Epiphany 3 A
January 24, 2011
Rev. Dr. Steven E. Albertin
We all like to be chosen. It makes our day when someone says they want us.
I have a vivid memory from my childhood that I want to forget. I must have been about six or seven years old. The kids from the neighborhood used to gather in an empty lot next to our house to play softball. Part of the routine included choosing teams. I used to hate this ritual, standing there while the big kids on the block picked their teams, afraid that I was going to be the last one picked. It happened too often. Often no one wanted me because I was not very good. I was determined that I would not be the last one left standing. I worked hard and practiced and practiced. It worked. After a few years my skills had so increased that I was one of the first ones picked.
It does not change as we get older. There are surely many here this morning who have gone through a job interview for a position that you really wanted. You worked hard for this opportunity. You carefully edited your resume. You rehearsed your interview technique. You wanted them to choose you. It was exhilarating when they did. It was devastating when they did not.
It has become increasingly popular to portray Jesus as the consummate leader and the ultimate coach. He knew how to get things done. He knew how to lead an organization. Like a successful coach and dynamic leader, Jesus did not just accept anyone on his team. He did not just want names on a roster or entries on church membership directory. He wanted disciples, players who could contribute to the success of his team. If you really wanted to be His disciple, you have got to be willing to work at it. You must be committed. You must pray, worship, study the Bible, serve in the church and develop your skills. You must show that you are worthy of a place on the team.
However, a careful look at the New Testament and today’s Gospel reveals something very different.
Jesus never accepted volunteers. There were no tryouts. There was no “disciple combine” at the dome in Jerusalem. They were no stop watches and tape measures to calculate your competence. No one timed your 40-yard dash or measured your vertical leap. None of this mattered to Jesus. He chose his disciples without regard for their qualifications. He chose you just because he wanted you on his team. In fact, the only qualification seemed to be that you were not qualified. Jesus often picked from the bottom of the barrel, unsophisticated, rough-on-the-edges sorts of folk, like the uneducated working class fishermen in today’s Gospel. Other times it even included people of suspect moral character, like tax collectors and women of tainted reputation. Jesus recruits folk with blisters on their hands, dirt under their fingernails and skeletons in the closet. These were people with holes in their hearts convinced that no one of any importance would ever choose them.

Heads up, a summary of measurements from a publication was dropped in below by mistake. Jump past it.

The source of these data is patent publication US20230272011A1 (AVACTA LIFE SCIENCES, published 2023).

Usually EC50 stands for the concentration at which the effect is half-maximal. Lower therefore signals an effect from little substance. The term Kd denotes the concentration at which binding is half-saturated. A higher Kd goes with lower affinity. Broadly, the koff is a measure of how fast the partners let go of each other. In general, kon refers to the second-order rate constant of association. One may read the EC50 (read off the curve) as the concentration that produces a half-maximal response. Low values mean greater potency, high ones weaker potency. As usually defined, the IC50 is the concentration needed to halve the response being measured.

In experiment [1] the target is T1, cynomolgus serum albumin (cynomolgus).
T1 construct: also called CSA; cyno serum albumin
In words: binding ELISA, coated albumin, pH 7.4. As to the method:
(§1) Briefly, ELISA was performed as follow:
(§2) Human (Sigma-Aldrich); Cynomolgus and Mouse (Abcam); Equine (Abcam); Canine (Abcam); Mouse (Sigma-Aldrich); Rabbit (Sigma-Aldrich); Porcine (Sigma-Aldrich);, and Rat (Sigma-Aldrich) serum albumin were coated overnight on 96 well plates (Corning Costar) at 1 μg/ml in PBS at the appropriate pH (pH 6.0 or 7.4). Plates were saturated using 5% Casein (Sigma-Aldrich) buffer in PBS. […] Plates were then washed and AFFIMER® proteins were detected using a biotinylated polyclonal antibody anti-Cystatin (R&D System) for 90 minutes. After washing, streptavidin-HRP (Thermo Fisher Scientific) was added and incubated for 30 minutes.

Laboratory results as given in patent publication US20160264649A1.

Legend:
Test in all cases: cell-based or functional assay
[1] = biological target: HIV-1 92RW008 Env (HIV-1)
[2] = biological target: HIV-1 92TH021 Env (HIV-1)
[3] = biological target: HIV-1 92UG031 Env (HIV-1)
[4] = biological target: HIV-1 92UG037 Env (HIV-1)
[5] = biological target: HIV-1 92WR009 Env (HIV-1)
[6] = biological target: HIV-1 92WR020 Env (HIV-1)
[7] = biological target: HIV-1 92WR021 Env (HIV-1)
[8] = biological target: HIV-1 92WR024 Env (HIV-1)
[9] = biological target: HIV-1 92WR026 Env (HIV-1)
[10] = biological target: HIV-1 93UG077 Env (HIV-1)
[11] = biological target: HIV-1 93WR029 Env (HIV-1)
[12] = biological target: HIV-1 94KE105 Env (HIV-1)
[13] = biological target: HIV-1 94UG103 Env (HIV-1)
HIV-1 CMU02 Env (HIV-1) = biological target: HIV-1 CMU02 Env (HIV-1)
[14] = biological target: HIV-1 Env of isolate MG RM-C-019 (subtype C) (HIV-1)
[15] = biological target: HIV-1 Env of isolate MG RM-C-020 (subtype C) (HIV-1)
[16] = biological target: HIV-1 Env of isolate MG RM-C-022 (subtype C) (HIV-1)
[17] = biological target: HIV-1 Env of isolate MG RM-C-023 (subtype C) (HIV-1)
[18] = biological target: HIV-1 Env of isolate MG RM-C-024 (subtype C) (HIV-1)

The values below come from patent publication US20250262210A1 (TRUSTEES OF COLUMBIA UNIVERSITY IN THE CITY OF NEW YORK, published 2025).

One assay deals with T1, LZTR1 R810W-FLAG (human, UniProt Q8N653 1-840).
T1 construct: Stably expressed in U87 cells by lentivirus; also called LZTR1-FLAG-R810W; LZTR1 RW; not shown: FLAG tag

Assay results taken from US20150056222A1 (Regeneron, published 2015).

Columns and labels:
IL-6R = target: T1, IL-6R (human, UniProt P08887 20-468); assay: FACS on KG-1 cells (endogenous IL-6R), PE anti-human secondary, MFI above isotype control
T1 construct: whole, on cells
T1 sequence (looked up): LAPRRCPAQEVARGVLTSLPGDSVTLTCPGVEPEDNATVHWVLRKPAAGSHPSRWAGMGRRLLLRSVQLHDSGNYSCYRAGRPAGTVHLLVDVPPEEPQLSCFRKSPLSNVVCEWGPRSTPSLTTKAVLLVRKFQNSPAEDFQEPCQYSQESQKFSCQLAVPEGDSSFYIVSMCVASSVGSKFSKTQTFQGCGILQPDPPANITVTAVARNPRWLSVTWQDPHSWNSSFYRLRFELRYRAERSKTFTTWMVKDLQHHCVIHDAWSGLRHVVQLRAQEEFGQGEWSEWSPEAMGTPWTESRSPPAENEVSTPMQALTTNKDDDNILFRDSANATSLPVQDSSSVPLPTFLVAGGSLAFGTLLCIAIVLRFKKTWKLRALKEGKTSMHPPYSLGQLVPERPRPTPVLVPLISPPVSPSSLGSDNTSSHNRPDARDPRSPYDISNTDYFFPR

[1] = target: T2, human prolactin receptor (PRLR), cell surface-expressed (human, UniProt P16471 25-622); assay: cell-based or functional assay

This is no way to put together a winning team. In a world where leaders are always looking for the best and the brightest, Jesus seems like a fool.
Jesus’ invitation must have come as a shock. Here was a sensationally popular rabbi and a man of God who wanted them on his team. When Jesus said to them, “Follow me!” it was stunning affirmation, a unexpected compliment, an incredible announcement of good news. Not only the world but even God had repeatedly called the value of their lives into question. Now Jesus in defiance of both dares to value them . . . unconditionally!
No wonder Jesus ended up on a cross, dead and defunct! But God was determined to get His way with the world and its fishermen. Willing to have dirt on his face and a tainted reputation, “On the third day” God raised Jesus from the dead and continued to turn this world up-side-down and inside-out.
That same blessed fate God offers to us. When we are left off the team, when we are embarrassed and want to hide in the back of the room, when we are ashamed of our lives and what we have done to others, when we question what we are doing with our lives and feel that we are going nowhere, Jesus comes to seek us out. He takes the initiative. Even though we are sure that no one would ever bother with us, Jesus wants us on his team. He says even to us bumbling, stumbling fishermen, “Follow me.”
When we feel odd and out of place, like the ugly duckling that everyone wants to ignore, Jesus says, “Come to my table and eat and drink. I have reserved for you the place of honor at my table.”
When we are so ashamed that we want to run and hide convinced that no one would ever want us, Jesus says, “Your sins are forgiven, all of them.”
How can we refuse an offer like that? How could we not follow him? Remaining at the sea shore tending our nets eking out an existence in the “same old same old” is no longer an option. Following Jesus, re-born by His good word and daring to live differently, we do odd things like gathering on Sunday mornings to show our dirty underwear, trotting out for all to see our sins and misdeeds. The followers of Jesus do not need to hide the truth and pretend to be what we are not. We can afford to come clean about our sins because we know that here no sin big enough to get us kicked off the team.
In the midst of crowded schedules we still find enough to time to listen to wounded friend, to run an errand for a crippled stranger, to wipe away the tears of a grieving neighbor, and to share the faith with our bewildered children.
In a world obsessed with “What’s in it for me?” where everyone is pressured to do only what is expedient, convenient and popular, we follow Jesus freely, fearlessly and dare to go “against the grain.” We do what is right, true and just, regardless of the cost.
On that day at the seashore those fishermen left behind their old way of life. They became part of a movement and spread a message that turned the world up-side down and inside out. Jesus called them. They followed Him. So can we!